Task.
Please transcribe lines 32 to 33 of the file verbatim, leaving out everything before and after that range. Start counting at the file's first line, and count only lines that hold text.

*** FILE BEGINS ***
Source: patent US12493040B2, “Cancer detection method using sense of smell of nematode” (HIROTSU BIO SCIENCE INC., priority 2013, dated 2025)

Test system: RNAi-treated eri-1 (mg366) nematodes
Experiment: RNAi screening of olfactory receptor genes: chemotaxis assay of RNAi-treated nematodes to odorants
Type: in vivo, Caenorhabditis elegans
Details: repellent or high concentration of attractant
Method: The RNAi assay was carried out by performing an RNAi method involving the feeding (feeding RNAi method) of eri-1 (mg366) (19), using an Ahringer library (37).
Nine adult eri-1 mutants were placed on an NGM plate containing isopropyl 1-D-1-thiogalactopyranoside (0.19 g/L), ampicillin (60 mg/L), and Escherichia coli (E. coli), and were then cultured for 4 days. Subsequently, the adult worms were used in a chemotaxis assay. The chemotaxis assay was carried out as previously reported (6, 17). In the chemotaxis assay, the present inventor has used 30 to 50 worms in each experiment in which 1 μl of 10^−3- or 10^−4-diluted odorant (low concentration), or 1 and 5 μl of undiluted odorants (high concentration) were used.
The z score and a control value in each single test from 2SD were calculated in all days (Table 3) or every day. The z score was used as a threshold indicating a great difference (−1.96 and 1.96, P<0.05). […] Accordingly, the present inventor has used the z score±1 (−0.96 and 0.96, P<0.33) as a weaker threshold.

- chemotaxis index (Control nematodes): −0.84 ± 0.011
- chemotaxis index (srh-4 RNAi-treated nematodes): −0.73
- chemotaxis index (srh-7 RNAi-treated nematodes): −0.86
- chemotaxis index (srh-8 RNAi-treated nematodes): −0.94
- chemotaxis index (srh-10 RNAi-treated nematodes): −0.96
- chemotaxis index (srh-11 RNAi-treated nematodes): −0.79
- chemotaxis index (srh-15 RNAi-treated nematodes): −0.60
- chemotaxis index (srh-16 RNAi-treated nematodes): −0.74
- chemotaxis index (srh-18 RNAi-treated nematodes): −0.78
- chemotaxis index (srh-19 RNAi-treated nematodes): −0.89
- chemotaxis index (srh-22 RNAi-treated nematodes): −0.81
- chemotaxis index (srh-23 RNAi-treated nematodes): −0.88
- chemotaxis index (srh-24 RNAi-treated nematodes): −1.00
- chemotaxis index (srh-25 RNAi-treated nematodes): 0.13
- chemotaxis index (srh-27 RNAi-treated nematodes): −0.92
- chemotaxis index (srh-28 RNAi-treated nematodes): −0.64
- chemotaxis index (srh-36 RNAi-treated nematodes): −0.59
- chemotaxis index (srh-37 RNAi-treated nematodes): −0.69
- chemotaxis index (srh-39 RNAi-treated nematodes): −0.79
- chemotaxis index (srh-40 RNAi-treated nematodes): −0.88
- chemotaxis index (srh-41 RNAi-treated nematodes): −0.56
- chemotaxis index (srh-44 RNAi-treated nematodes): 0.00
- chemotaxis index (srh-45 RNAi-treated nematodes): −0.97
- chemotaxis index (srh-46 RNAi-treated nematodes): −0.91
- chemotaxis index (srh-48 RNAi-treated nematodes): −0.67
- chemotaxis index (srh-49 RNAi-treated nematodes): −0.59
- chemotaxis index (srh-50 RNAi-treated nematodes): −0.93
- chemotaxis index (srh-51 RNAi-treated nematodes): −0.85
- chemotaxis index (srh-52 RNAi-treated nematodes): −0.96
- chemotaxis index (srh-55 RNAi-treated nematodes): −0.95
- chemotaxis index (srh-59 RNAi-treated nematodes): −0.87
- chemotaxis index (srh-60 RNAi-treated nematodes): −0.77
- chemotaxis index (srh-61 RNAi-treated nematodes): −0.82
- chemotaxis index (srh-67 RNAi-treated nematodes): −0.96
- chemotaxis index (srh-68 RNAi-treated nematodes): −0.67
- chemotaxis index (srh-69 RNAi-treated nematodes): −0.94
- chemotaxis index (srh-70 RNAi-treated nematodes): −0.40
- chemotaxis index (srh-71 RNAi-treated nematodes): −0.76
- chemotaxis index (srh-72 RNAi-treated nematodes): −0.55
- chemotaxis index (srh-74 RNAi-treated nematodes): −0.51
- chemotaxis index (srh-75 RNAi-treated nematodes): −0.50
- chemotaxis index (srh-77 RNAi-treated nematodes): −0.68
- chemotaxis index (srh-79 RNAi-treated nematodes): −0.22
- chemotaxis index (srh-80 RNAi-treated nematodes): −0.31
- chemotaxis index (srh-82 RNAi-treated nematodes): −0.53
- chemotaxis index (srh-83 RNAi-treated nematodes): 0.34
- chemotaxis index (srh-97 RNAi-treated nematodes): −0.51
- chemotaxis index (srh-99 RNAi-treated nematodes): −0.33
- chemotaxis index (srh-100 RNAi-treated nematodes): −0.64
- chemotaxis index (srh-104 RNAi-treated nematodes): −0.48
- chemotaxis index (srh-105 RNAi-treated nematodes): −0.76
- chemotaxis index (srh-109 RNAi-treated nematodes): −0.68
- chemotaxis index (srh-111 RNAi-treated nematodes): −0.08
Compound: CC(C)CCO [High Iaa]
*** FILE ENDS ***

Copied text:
- chemotaxis index (srh-46 RNAi-treated nematodes): −0.91
- chemotaxis index (srh-48 RNAi-treated nematodes): −0.67